CHICAGO At least one man who ate several bags
of butter-flavored microwave popcorn each day has developed a
life-threatening lung disease possibly caused by an additive in
the popcorn, his doctor says, and U.S. regulators have launched
The U.S. Food and Drug Administration said on Wednesday it
received a report from a Denver doctor saying the man has the
lung disease similar to an illness affecting workers in plants
where microwave popcorn is made, FDA spokesman Michael Herndon
said in an e-mailed statement.
"We are currently evaluating the recent information on the
association of inhalation of the food additive diacetyl with
lung disease, and are carefully considering the safety and
regulatory issues it raises," Herndon said.
"This is the first time we're being made aware of a
potential consumer case. We're taking (the doctor's) report
very seriously," said Bernadette Burden, a spokeswoman for the
U.S. Centers for Disease Control and Prevention.
ConAgra Foods Inc, maker of Orville Redenbacher and Act II
microwave popcorn brands, said Wednesday it will drop diacetyl
from its butter-flavored microwave popcorn in the "near future"
to safeguard its employees.
The additive, which gives microwave popcorn a buttery
taste, has long been linked with a rare lung disease,
bronchiolitis obliterans, found in plant workers.
In April, the CDC said workers at factories that make food
flavorings as well as popcorn factories are at risk of
contracting the hard-to-treat condition, which causes symptoms
such as cough and shortness of breath, but steadily worsens.
ConAgra spokeswoman Stephanie Childs said that after months
of deliberations, the company now expects to remove diacetyl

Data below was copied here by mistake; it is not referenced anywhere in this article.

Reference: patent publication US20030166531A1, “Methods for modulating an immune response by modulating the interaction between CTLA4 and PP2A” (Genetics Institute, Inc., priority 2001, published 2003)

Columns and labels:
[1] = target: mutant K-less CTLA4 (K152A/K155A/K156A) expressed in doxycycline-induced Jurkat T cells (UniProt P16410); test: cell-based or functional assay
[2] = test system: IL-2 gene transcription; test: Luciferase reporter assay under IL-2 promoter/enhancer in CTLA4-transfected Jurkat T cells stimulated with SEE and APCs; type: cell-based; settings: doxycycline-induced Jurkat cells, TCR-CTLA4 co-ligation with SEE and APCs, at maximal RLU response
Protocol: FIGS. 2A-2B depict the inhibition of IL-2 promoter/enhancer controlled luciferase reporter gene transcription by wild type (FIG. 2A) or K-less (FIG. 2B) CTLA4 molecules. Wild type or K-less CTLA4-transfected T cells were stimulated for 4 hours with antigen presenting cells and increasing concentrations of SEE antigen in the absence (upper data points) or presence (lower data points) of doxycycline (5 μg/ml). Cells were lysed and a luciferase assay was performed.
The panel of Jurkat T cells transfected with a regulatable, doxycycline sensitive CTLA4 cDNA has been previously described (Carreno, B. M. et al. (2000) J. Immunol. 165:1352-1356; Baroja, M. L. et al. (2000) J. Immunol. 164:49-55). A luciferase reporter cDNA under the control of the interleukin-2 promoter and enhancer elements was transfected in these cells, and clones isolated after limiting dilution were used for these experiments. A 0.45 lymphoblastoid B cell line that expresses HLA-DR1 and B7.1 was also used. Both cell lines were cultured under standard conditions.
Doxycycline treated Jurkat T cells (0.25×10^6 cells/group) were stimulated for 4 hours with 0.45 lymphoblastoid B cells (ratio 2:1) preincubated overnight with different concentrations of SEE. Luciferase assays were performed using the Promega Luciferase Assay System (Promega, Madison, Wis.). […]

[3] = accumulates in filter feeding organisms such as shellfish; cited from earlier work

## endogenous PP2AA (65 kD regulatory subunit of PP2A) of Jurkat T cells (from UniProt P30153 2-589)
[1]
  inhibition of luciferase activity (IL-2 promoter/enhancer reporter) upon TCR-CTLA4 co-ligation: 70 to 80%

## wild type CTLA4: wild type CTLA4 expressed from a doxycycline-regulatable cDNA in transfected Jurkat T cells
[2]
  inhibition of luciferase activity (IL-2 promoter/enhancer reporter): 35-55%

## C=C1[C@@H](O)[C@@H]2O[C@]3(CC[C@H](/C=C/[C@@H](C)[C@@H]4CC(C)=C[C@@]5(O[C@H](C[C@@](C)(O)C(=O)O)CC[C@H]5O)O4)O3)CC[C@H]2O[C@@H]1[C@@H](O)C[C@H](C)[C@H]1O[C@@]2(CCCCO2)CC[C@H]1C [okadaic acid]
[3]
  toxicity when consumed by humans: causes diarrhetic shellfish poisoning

"within a year" to protect employees who are exposed to large
amounts of the additive.
"We made that decision in order to provide our employees
with the safest work environment possible, but also to
eliminate even the perception of concern for consumers," Childs
said in a telephone interview.
Last month, Weaver Popcorn Co Inc, maker of Pop Weaver
microwave popcorn, said it had removed diacetyl from its
microwave popcorn, in part to address consumers' concerns about
Dr. Cecile Rose, of the National Jewish Medical and
Research Center in Denver, has reported that a patient has
contracted the disease from the daily consumption of several
bags of butter-flavored microwave popcorn for several years.
Rose, in a July 18 letter to the FDA obtained by Reuters,
described a patient who developed progressively worsening
respiratory symptoms that resemble the ones described by
workers affected by bronchiolitis obliterans, which has been
linked to inhaling the food additive diacetyl.
"We cannot be sure that this patient's exposure to
butter-flavored microwave popcorn from daily heavy preparation
has caused his lung disease. However, we have no other
plausible explanation," Rose wrote.
No other details about the man were immediately available.
The Flavor and Extract Manufacturers Association of the
United States said it is concerned about the new development.
"This new information ... suggests a possible association
between inhaling the fumes from the preparation of several bags
of heavily butter-flavored microwave popcorn each day when the
butter flavor contains the flavor ingredient diacetyl and the
development of the patient's severe respiratory illness," it
said in a statement
"The information does not suggest a risk from eating the
popcorn," the group said.
Deirdre Flynn, executive director of Popcorn Institute,
which represents U.S. popcorn makers, could not say exactly
where the flavor ingredient is used.
"To my knowledge it's used worldwide," she said.
It could not be immediately determined how many bags of the
popcorn are sold each year.
Shares of ConAgra closed down 42 cents, or 1.6 percent, at
$25.42 on the New York Stock Exchange.
(Reporting by Julie Steenhuysen and Will Dunham)